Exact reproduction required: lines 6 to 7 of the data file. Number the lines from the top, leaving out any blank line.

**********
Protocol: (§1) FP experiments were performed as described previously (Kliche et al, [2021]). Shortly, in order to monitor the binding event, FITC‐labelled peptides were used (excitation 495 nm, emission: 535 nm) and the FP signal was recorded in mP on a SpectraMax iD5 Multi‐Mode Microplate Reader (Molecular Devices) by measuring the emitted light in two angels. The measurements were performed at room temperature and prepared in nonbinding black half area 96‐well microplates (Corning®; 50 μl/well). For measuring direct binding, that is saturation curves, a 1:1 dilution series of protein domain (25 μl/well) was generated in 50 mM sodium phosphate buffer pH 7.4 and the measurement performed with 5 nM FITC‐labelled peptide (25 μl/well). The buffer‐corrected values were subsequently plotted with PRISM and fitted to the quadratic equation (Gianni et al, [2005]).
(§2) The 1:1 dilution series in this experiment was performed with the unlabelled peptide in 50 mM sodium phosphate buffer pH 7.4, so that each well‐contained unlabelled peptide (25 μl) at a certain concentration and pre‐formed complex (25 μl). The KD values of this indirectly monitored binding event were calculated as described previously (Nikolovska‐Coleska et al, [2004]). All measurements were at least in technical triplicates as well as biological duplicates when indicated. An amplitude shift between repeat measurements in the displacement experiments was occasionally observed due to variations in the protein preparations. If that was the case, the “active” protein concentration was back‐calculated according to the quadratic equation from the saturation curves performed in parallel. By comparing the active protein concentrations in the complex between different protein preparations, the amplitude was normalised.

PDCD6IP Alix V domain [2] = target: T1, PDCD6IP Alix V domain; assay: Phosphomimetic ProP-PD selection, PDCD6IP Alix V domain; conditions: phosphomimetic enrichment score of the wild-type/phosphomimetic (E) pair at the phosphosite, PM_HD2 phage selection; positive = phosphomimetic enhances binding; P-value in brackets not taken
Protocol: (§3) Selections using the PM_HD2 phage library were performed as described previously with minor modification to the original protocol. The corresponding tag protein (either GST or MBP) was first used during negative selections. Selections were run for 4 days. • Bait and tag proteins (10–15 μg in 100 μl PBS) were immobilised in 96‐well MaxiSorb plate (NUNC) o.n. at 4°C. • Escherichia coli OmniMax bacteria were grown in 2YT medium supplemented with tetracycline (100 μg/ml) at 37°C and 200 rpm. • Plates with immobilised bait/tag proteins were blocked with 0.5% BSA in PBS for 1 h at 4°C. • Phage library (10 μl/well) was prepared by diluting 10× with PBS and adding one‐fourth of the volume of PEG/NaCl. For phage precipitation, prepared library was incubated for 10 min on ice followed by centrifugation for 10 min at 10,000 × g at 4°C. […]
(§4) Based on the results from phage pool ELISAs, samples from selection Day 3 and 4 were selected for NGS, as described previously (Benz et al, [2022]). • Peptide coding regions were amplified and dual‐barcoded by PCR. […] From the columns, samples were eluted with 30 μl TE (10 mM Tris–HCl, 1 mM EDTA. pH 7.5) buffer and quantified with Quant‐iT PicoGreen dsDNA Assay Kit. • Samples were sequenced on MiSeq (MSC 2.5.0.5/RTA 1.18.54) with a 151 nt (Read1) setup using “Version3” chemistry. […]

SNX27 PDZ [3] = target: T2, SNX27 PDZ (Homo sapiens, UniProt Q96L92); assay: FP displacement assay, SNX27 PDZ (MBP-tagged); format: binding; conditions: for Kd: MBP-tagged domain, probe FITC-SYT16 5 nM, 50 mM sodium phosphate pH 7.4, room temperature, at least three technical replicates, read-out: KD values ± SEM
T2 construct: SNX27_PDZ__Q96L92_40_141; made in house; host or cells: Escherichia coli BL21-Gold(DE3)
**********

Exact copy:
SNX27 PDZ [3] = target: T2, SNX27 PDZ (Homo sapiens, UniProt Q96L92); assay: FP displacement assay, SNX27 PDZ (MBP-tagged); format: binding; conditions: for Kd: MBP-tagged domain, probe FITC-SYT16 5 nM, 50 mM sodium phosphate pH 7.4, room temperature, at least three technical replicates, read-out: KD values ± SEM
T2 construct: SNX27_PDZ__Q96L92_40_141; made in house; host or cells: Escherichia coli BL21-Gold(DE3)